“This is no small task, especially given the staged approach and various versions of the STW needing to be delivered,” she adds.

Live produce comes with increased complexity, with Rickard noting that animals, animal products and live plants are "one of the stickiest issues in terms of sectors in terms of UK-EU trade post-Brexit”.

Rickard posits that Deloitte will try and include that segment of trade and the economy in the STW system, saying: "One hopeful goal is to get that included in the same STW; while this kind of trade requires more inspections at the border than say textiles, if textiles are going in through the STW, and that reduces the number of physical inspections of textiles, that may free up at least some people power in order to have more inspections of animals and live plants.”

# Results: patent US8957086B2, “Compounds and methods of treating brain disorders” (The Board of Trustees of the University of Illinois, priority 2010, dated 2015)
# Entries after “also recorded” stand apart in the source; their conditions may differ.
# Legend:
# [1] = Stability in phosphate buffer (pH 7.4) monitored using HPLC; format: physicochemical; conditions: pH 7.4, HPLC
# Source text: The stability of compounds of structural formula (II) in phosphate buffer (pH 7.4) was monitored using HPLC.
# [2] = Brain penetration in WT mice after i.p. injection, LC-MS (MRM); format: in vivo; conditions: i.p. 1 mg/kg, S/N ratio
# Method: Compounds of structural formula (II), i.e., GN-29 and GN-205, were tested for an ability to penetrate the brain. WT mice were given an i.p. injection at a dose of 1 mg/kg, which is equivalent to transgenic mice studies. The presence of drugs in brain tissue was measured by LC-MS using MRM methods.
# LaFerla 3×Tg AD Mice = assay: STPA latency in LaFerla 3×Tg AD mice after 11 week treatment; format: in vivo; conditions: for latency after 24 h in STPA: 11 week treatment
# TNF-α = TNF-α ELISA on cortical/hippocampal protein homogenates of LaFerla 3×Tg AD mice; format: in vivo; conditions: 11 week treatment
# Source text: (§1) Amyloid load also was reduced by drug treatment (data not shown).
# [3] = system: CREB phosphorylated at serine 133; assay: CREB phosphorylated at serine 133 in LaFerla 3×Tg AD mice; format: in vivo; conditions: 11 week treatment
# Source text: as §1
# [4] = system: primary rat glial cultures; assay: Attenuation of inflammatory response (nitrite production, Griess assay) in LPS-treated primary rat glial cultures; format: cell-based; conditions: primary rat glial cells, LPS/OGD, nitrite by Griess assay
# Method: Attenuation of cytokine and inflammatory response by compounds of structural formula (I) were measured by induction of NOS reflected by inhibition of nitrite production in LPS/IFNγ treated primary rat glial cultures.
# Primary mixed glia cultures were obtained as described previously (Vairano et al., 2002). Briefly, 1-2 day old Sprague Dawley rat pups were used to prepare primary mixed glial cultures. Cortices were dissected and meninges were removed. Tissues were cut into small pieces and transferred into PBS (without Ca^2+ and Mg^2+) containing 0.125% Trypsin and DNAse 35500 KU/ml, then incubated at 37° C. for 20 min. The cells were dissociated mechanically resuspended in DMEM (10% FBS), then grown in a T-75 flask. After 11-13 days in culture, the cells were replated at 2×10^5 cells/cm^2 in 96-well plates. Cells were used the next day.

“Hopefully it will ameliorate some of these more critical areas and the flow of items within this trade segment," she adds.


The introduction of a STW is an important aspect of moving the UK’s trade economy forward, something which is more pronounced given the reality of a more complex border environment in post-Brexit Britain.

The challenge of creating a successful system that streamlines trade flow and drives efficiencies will require a measured approach by Deloitte, along with close collaboration and adherence to a range of diktats that the STW can and should cover to render a more harmonious cross-border trade environment for the UK.